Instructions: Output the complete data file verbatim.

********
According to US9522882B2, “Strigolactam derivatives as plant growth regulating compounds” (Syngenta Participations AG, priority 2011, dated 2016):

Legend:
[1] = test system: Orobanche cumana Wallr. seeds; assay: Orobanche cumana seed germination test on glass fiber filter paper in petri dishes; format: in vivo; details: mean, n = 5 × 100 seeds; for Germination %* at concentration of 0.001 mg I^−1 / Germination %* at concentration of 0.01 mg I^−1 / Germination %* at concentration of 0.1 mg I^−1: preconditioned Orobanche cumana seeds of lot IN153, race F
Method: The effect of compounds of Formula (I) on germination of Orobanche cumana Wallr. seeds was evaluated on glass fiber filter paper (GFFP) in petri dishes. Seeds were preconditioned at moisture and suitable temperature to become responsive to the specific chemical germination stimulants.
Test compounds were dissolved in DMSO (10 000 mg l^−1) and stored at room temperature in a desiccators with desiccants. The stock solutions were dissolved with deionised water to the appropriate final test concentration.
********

According to US9522882B2, “Strigolactam derivatives as plant growth regulating compounds” (Syngenta Participations AG, priority 2011, dated 2016):

Legend:
[1] = test system: Orobanche cumana Wallr. seeds; assay: Orobanche cumana seed germination test on glass fiber filter paper in petri dishes; format: in vivo; details: mean, n = 5 × 100 seeds; for Germination %* at concentration of 0.001 mg I^−1 / Germination %* at concentration of 0.01 mg I^−1 / Germination %* at concentration of 0.1 mg I^−1: preconditioned Orobanche cumana seeds of lot IN153, race F
Method: The effect of compounds of Formula (I) on germination of Orobanche cumana Wallr. seeds was evaluated on glass fiber filter paper (GFFP) in petri dishes. Seeds were preconditioned at moisture and suitable temperature to become responsive to the specific chemical germination stimulants.
Test compounds were dissolved in DMSO (10 000 mg l^−1) and stored at room temperature in a desiccators with desiccants. The stock solutions were dissolved with deionised water to the appropriate final test concentration.